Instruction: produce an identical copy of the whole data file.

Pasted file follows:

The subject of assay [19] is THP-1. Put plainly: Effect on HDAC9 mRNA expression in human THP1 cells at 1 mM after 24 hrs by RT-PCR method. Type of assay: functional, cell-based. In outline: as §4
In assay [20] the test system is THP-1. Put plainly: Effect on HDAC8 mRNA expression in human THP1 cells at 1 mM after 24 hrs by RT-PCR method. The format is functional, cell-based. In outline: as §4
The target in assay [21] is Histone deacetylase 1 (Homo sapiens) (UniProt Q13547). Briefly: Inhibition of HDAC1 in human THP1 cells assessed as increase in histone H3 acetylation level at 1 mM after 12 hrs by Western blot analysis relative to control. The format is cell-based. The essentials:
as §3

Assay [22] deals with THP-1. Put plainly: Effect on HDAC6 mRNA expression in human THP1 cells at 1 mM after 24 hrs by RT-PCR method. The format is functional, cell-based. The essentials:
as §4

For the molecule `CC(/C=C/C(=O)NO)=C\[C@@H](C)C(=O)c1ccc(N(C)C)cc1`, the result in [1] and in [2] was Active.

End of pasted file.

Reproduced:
The subject of assay [19] is THP-1. Put plainly: Effect on HDAC9 mRNA expression in human THP1 cells at 1 mM after 24 hrs by RT-PCR method. Type of assay: functional, cell-based. In outline: as §4
In assay [20] the test system is THP-1. Put plainly: Effect on HDAC8 mRNA expression in human THP1 cells at 1 mM after 24 hrs by RT-PCR method. The format is functional, cell-based. In outline: as §4
The target in assay [21] is Histone deacetylase 1 (Homo sapiens) (UniProt Q13547). Briefly: Inhibition of HDAC1 in human THP1 cells assessed as increase in histone H3 acetylation level at 1 mM after 12 hrs by Western blot analysis relative to control. The format is cell-based. The essentials:
as §3

Assay [22] deals with THP-1. Put plainly: Effect on HDAC6 mRNA expression in human THP1 cells at 1 mM after 24 hrs by RT-PCR method. The format is functional, cell-based. The essentials:
as §4

For the molecule `CC(/C=C/C(=O)NO)=C\[C@@H](C)C(=O)c1ccc(N(C)C)cc1`, the result in [1] and in [2] was Active.